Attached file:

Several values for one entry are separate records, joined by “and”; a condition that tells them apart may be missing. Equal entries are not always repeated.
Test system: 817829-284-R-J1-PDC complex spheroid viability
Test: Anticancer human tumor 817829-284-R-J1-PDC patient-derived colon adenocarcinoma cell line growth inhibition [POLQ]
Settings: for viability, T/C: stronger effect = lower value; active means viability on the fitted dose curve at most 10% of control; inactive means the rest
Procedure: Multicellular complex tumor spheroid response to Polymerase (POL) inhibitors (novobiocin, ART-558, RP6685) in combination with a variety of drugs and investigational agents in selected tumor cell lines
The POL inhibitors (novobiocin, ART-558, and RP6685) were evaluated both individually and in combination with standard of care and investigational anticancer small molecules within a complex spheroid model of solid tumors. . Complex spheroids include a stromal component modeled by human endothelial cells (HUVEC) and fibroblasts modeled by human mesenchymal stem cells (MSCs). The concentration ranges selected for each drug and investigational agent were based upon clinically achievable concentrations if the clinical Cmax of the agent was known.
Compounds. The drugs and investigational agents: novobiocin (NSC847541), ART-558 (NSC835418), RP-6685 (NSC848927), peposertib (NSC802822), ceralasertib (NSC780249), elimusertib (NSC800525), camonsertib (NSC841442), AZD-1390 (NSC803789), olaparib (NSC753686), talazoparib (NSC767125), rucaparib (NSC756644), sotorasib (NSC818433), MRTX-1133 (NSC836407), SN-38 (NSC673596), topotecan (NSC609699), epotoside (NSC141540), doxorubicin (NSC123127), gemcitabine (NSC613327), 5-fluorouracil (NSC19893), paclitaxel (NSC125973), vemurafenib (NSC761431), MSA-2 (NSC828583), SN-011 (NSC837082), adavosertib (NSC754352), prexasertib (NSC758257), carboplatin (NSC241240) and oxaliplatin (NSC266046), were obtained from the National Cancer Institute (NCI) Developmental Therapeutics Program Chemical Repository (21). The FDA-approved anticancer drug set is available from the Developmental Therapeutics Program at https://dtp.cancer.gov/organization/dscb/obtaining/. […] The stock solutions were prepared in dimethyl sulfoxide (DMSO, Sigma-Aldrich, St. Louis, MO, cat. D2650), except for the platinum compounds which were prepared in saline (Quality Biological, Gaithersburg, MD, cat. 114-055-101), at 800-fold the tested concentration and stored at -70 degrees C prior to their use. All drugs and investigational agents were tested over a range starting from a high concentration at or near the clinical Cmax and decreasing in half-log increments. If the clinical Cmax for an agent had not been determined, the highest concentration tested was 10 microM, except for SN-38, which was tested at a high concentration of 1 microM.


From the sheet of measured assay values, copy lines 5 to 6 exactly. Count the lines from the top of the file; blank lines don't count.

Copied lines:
Procedure: Multicellular complex tumor spheroid response to Polymerase (POL) inhibitors (novobiocin, ART-558, RP6685) in combination with a variety of drugs and investigational agents in selected tumor cell lines
The POL inhibitors (novobiocin, ART-558, and RP6685) were evaluated both individually and in combination with standard of care and investigational anticancer small molecules within a complex spheroid model of solid tumors. . Complex spheroids include a stromal component modeled by human endothelial cells (HUVEC) and fibroblasts modeled by human mesenchymal stem cells (MSCs). The concentration ranges selected for each drug and investigational agent were based upon clinically achievable concentrations if the clinical Cmax of the agent was known.